Oxford and Bridgwater

  • Iain McLean


The Oxford and Bridgwater by-elections pose problems of interpretation in many ways similar to those at East Fulham five years earlier. The British electorate is notoriously uninterested in, and uninformed about, foreign policy issues; yet here are three by-elections which, in the eyes of the candidates and of most commentators, were won and lost on foreign policy. The results were almost universally regarded as the voters’ verdicts on the foreign policy issues of the day. Baldwin thought that East Fulham had been fought and lost ‘on no issue but the pacifist’, and that the voters’ verdict made it impossible to present the country with a rearmament programme. In October and November 1938 Oxford and Bridgwater were taken to be the voters’ commentary on Munich, though there was some dispute as to what the voters were saying.


Public Opinion Foreign Policy Foreign Affair Labour Party Vote Intention 
These keywords were added by machine and not by the authors.


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  1. 1.
    Dawson’s diary, as quoted in F. R. Gannon, The British Press and Germany, 1936–39 (Oxford, 1971) p. 73.Google Scholar
  2. 2.
    A. Duff Cooper, Old Men Forget (1953) p. 251.Google Scholar
  3. 4.
    For the rumbustious electioneering of Frank Gray, Liberal MP for Oxford from 1922 until his unseating on petition in 1924, see C. Fenby, The Other Oxford (1970).Google Scholar
  4. 5.
    Picture Post, 5 Nov 1938; reproduced in T. Hopkinson (ed.), Picture Post, 1938–50 (1970) pp. 24–30.Google Scholar
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    C. V. O. Bartlett, Nazi Germany Explained (1933) pp. 243, 267.Google Scholar
  6. 10.
    D. Scott, A. D. Lindsay (Oxford, 1971) p. 254.Google Scholar
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    R. Eatwell, ‘Munich, Public Opinion and the Popular Front’, Journal of Contemporary History, vi 4 (1971) esp. p. 139.Google Scholar
  8. 12.
    S. F. Rae, ‘The Oxford By-election: A Study in the Straw-Vote Method’, Political Quarterly, x 2 (1939) 268–79. The quotation is from p. 277.CrossRefGoogle Scholar
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    J. Harvey (ed.), The Diplomatic Diaries of Oliver Harvey (1970) p. 234.Google Scholar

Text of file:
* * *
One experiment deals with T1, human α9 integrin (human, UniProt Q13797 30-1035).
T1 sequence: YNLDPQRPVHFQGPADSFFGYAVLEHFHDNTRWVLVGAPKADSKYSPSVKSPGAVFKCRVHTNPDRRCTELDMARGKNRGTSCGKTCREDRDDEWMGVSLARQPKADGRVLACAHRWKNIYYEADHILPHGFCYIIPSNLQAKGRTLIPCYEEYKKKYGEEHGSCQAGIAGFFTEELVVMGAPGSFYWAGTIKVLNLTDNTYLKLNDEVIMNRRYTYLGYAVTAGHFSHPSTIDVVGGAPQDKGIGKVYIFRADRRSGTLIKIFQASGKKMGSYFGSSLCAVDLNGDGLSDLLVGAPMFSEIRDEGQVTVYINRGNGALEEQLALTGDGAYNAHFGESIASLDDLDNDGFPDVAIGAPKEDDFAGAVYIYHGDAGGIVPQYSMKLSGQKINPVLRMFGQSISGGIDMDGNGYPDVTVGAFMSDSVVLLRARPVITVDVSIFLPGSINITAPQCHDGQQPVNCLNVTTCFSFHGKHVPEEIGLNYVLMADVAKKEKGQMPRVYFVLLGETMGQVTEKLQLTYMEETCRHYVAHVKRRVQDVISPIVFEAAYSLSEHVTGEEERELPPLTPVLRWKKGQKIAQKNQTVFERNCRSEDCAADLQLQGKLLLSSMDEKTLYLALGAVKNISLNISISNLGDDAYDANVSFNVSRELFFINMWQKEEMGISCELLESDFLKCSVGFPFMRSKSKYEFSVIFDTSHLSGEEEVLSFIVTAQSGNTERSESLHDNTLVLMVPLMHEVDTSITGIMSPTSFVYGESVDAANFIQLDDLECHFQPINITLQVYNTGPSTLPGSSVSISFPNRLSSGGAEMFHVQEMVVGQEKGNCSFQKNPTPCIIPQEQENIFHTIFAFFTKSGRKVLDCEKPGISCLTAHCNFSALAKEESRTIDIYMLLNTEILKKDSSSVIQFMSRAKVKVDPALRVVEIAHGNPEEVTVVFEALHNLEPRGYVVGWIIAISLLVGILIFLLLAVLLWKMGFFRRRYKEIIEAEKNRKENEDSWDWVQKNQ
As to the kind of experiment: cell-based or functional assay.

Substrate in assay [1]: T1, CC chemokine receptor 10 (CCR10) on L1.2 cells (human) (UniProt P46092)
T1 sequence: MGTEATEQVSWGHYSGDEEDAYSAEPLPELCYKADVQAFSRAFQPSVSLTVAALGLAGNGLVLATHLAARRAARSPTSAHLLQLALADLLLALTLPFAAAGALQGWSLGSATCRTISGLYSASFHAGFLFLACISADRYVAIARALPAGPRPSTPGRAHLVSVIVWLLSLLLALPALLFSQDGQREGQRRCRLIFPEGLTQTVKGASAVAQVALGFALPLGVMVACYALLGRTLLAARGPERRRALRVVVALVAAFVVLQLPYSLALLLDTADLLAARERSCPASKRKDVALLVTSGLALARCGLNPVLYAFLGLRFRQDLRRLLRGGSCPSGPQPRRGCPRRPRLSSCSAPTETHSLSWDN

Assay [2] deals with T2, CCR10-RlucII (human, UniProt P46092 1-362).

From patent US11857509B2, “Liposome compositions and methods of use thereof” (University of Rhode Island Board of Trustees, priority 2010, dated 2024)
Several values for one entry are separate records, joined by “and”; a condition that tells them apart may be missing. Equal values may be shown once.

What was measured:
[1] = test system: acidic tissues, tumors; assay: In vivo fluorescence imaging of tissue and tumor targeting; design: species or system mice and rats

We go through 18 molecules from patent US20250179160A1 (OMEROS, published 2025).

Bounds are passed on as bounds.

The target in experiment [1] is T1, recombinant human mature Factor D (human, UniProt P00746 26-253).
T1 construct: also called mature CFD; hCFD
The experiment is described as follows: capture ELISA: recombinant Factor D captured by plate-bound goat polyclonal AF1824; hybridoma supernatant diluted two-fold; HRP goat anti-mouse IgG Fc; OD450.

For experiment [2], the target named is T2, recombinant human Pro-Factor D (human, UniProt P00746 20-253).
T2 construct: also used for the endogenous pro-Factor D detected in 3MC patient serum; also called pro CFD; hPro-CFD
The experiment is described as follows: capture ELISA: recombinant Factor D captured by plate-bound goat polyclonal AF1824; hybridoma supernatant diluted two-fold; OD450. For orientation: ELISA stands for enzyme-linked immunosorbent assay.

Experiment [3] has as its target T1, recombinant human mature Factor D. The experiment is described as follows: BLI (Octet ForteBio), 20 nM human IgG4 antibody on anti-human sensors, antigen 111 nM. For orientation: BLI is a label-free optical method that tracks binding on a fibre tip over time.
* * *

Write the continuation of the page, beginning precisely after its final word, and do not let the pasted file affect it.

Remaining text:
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    Robert Rhodes James, Churchill: A Study in Failure (1970) p. 340.Google Scholar
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    See especially G. A. Almond and S. Verba, The Civic Culture (Princeton, 1963); Google Scholar
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    T. Harrisson and C. Madge (eds.), Britain, by Mass-Observation (1939) p. 103.Google Scholar


  1. I. Davies, ‘How Hogg Won Oxford’, New Outlook (Oct 1963).Google Scholar
  2. R. Eatwell, ‘Munich, Public Opinion and the Popular Front’, Journal of Contemporary History, vi 4 (1971).Google Scholar
  3. S. F. Rae, ‘The Oxford Bye-Election: A Study in the Straw-Vote Method’, Political Quarterly, x 2 (1939).Google Scholar
  4. S. F. Rae, ‘The Concept of Public Opinion and its Measurement’, Ph.D. thesis (London, 1939).Google Scholar
  5. D. Scott, A. D. Lindsay (Oxford, 1971).Google Scholar

For Bridgwater

  1. C. V. O. Bartlett, And Now, Tomorrow (1960).Google Scholar

For public opinion generally

  1. T. Harrisson and C. Madge (eds.), Britain, by Mass-Observation (1939).Google Scholar
  2. Old newspapers, both national and local, are necessarily a staple for any article such as this. To save footnotes, quotations from the Oxford Mail and the Bridgwater Mercury have not been individually identified.Google Scholar
  3. Useful source material can also be found in the Local History Collection, Oxford Central Public Library, and in the Mass-Observation Archives inGoogle Scholar
  4. Sussex University Library. I am most grateful to Tom Harrisson, Director of the Mass-Observation Archives, for giving me permission to see them and to quote from them. I am also very grateful to Alan Knight for lending me his unpublished essay on the Oxford by-election, and to those participants who answered my inquiries.Google Scholar

Copyright information

© Iain McLean 1973

Authors and Affiliations

  • Iain McLean

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